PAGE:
Ioannis Broustis
Ph.D., Department of Computer Science and Engineering
University of California, Riverside
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Kopanaki Messinias

Kopanaki lies in the south-western corner of Peloponnese. It is famous for its olive trees, and for its circular dance (known as the 'kalamatianos') danced by pretty girls whose hands are linked by the silk kerchiefs for which the town is also known. Messinia with the sea on three sides, land of wise king Nestor of Pylos, whom Homer describes, land of Navarino, where a historic sea battle placed the seal on the Greek victory over the Turks, is as light and airy a place as the music for the 'kalamatianos'. Although many of the inhabitants of Messinia are engaged in occupations related to the sea, the majority still work the land. In Kopanaki, the olive tree and its fruit and oil provide work for many families, but general farming is highly developed in Messinia, with production of lemons, oranges, cotton, rice, figs, potatoes, wine, and vegetables. This is one of the reasons why Messinia has retained its population; with more than 159,000 inhabitants, the Prefecture is, with Ileia, the second most densely inhabited in the Peloponnese, after Achaia. Around Kalamata there is also a considerable amount of industrial development, particularly in the processing of olives, olive oil, alcohol, soap, etc., which has also contributed to maintaining the population at a constant level. The main road from Elia continues along the coast and enters Messinia. At about 14 kms there is a fork at the village of Kalo Nero. The branch to the east leads to the villages of Kato Kopanaki, Kalliroi and Allagi and then joins the main Tripoli-Megalopoli-Kalamata road.

History, and excavations around Kopanaki

During the late 60s, a scientific project by W.A. McDonald and G.R.Rapp began, which was published by the University of Minnesota in numerous volumes. Some years ago (1990-2000), the establishment of the last published excavations in the Messinia region took place. The publications for the Messinia region excavations began at the Tomb of Kampo Abias by Chr. Tsounta (AE. 1891, 184ff). However, the biggest and most protected agricultural settlement, in the Messinia region, was excavated in north Trifilia. At the mountain Ramovouni, agricultural settlements were also excavated (Protohelladic-Ysterohelladic III, G1) (Karagiorga, Excavation of the Dorion’s region, AE 1972, Chronica, 12-20). Another one was found in the same region nearby the village Kopanaki in 1980 (Kaltsas, The archaic oikia in Kopanaki of Messenia, AE 1983, 207-237).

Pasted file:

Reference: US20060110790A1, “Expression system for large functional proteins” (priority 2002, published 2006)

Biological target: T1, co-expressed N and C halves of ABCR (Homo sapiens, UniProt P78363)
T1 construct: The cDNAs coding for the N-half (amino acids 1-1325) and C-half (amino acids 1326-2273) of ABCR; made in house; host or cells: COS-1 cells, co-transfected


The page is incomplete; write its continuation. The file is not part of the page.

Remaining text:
Malthi is the name of the northern spur of the mountain range of Ramovouni in northern Messenia. In 1926 Natan Valmin came to the region and was shown two tholos tombs which he excavated the same year. Later on, a third tholos was identified, but it was destroyed before there was time to excavate it. The tholos tombs are situated just west of the Malthi acropolis, by the small village of Malthi (former Bodia). Tholos-1 contained a mixture of Mycenaean pottery sherds. The diameter of the circular chamber was 6.85 m and the height was 5.80 m. Tholos-2 was partly collapsed at the time of excavation; both of them had been robbed. Both tombs were obviously cut out from the cliff (according to Hope Simpson and Dickinson, A gazetteer of Aegean civilization in the Bronze Age, Vol I: The mainland and islands, 1979, 174) and were not built directly on flat ground as Valmin states. The next year Valmin excavated two more of them: one west of Kopanaki and another between Vasiliko and Kallirrhoi. The results are published in Bulletin de la Société Royale des Lettres de Lund 1926-1927, 190 ff. The same year, 1927, the excavation of the settlement on top of the acropolis started. Excavations continued in 1929, 1933 and 1934. During these years the entire settlement, which is encircled by a wall, was uncovered. The area within the wall measures 140 x 80 m. Valmin stated that the earliest habitation was Neolithic. This he called Dorion I. Dorion II was larger; according to Valmin, it should belong to the Early Bronze Age. The wall around the settlement was erected during Dorion IV in the Middle Bronze Age. This habitation continued down into Mycenaean times. Valmin describes how Dorion IV was divided into three separate parts: the central area where the architecture seemed to be more of a monumental character and where there were workshops in the northern part, the area which runs along the interior of the wall, and the empty areas where there was no habitation.

A number of 47 graves were excavated in the settlement within the walls. They were situated beneath and between the buildings. They are either simple pitgraves or cist graves, the sides of which consisted of stone slabs or were built by smaller stones. Single burials were most common, although some of the graves held two individuals and some held several. Two of the graves held no human bones. Nine of the burials were adults and the rest were children. Valmin searched in vain for chamber tombs in the region during all the excavation campaigns. Many of the finds from the various excavations conducted by Valmin and his colleagues were restored and put on display in the local museum of Vasiliko. This museum is now closed. The findings from his excavation are now in the Kalamata Museum.